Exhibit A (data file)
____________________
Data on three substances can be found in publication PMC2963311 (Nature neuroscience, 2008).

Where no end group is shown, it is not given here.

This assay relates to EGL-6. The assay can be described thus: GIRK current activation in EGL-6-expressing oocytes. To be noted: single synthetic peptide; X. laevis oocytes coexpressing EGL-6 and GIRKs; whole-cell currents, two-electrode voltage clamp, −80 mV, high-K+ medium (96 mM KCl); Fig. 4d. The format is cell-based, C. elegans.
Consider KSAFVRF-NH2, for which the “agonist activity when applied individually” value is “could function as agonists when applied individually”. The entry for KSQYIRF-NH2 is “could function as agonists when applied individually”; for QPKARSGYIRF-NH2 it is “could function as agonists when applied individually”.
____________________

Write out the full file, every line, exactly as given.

Data on three substances can be found in publication PMC2963311 (Nature neuroscience, 2008).

Where no end group is shown, it is not given here.

This assay relates to EGL-6. The assay can be described thus: GIRK current activation in EGL-6-expressing oocytes. To be noted: single synthetic peptide; X. laevis oocytes coexpressing EGL-6 and GIRKs; whole-cell currents, two-electrode voltage clamp, −80 mV, high-K+ medium (96 mM KCl); Fig. 4d. The format is cell-based, C. elegans.
Consider KSAFVRF-NH2, for which the “agonist activity when applied individually” value is “could function as agonists when applied individually”. The entry for KSQYIRF-NH2 is “could function as agonists when applied individually”; for QPKARSGYIRF-NH2 it is “could function as agonists when applied individually”.